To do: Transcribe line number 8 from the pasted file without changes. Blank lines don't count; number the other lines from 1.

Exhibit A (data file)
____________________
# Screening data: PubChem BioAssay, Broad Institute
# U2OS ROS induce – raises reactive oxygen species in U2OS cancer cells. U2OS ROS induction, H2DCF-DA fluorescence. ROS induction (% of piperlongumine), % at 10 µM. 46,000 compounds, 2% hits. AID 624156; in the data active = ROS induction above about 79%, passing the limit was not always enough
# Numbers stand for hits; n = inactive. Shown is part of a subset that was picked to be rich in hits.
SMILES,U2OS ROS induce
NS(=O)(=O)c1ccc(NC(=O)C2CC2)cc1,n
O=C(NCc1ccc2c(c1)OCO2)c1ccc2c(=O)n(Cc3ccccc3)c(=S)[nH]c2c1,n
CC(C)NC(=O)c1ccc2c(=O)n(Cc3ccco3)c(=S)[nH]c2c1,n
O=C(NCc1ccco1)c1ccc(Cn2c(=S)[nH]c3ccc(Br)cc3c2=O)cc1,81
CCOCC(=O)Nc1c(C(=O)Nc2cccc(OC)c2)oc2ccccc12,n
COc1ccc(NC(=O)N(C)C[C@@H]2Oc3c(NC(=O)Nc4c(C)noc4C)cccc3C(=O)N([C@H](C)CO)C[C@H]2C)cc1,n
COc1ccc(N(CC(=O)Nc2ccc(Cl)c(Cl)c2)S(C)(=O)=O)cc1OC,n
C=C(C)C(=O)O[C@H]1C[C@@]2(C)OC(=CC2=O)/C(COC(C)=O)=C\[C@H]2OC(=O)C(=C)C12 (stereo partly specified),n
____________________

O=C(NCc1ccco1)c1ccc(Cn2c(=S)[nH]c3ccc(Br)cc3c2=O)cc1,81